Management tip IV: push for staff to fix their improvement via fixed habits.
Reason 5: staff don’t form a continuous relationship with their improvement goal.
It might sound strange to use the expression “relationship with” when referring to ourselves and our goals but it is a real concept. Once we enter into the world of development, we enter into a personal relationship with the improvements we are seeking. They become part of us, part of our story. Improvements can change our personality and develop our character and thus when mastered they become part of us. A relationship with our goals – and the actions required to get them – is seeing the connection between the action of doing them and the real -change – result it has on us when they have been completed. It is talking to friends, colleagues and mentors about these development goals and synergising the logic of why you must do it with why it matters to you. Your goal becomes your success journey, part of your life story. Staff who let a habit become part of how they define themselves are far more likely to keep it up as it is part of the new and better you. Our role as leaders is to help our staff to embrace this relationship with their goals and accept the new person that results from the change and when this happens the improvement is entrenched and complete change completed.
Management tip V: help staff to form a relationship with their goals.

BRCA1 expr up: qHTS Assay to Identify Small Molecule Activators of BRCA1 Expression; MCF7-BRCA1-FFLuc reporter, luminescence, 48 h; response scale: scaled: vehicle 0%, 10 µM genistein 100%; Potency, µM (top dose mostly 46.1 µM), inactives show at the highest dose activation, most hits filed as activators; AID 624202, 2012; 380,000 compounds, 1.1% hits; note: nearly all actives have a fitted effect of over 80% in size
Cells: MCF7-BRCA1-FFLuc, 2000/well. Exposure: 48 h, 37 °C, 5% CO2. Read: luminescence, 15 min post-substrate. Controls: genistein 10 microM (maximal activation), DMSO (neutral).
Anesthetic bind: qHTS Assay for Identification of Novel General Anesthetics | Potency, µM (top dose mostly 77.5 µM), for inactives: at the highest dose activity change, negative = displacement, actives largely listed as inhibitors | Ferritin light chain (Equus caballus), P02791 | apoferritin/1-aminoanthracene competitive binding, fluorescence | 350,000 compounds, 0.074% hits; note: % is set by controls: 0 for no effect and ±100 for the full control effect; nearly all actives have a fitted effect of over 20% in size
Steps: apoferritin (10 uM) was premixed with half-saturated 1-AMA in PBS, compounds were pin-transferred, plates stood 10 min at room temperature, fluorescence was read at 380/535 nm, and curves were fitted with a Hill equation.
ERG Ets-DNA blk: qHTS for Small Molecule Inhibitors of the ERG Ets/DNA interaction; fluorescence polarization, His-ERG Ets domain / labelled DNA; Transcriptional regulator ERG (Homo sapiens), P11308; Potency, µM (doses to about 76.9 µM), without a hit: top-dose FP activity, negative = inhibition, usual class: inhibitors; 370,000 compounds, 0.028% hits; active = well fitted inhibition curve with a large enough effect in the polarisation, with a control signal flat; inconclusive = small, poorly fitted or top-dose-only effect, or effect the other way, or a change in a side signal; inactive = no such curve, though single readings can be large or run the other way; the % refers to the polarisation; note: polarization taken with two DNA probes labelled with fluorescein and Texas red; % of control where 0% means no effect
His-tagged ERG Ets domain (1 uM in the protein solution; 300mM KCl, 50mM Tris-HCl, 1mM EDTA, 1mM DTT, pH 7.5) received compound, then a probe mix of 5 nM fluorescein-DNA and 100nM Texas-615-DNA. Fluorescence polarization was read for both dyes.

Great managers understand that their role is much more than just pointing out areas for their staff to improve on, it is rather to guide them along the long and challenging journey of positive personal change. Leaders must help their staff: find the “why”, to connect change to daily actions, to time-block, to form habits and develop a long term relationship with the change itself. When leaders guide their staff in these 5 essential steps, staff will have a far better change of making the improvement the leader was demanding.
Great leaders dont just pinpoint things to improve on, they rather guide staff along their development journey of positive change.
Words have magical power. They can bring the greatest happiness or the darkest despair.
Words are powerful. They have the ability to inspire, motivate, and persuade; or discourage, dismiss, and dissuade. With your words, you can wield the power to plant the seeds of success or failure in the mind of another, and in the process you reveal who you are, how you think, and what you believe. Whether it’s buying in an interest group, promoting a product, building a team, or mending a relationship, the right words spoken at the right time can change everything. Power words and techniques can help us to engage our listeners and persuade them to follow our lead. Continue reading “Power words and communication techniques”
The measure of intelligence is the ability to change.
– Albert Einstein
There is a great tendency by people to want to think in whole truths, to think for example that someone is intelligent or not. But the problem with thinking this way is it creates “I am” or “I am not” mentality. Sometimes the result of this can be to oversimplify and hence self limit oneself, i.e.: as you “are intelligent” you don’t need to learn more or to change or as you “are not intelligent” you accept, you can never learn or do certain things. However, intelligence – like personality – is not this simple to define and rather there are many ways to express intelligence, or better said many types of intelligence. For this reason it is unlikely the case that someone is just “more intelligent” than everyone else, rather they are more gifted in certain usage of intelligence. Continue reading “Using the 9 types of intelligence in management”
Don’t aim for perfection. Aim for better than yesterday.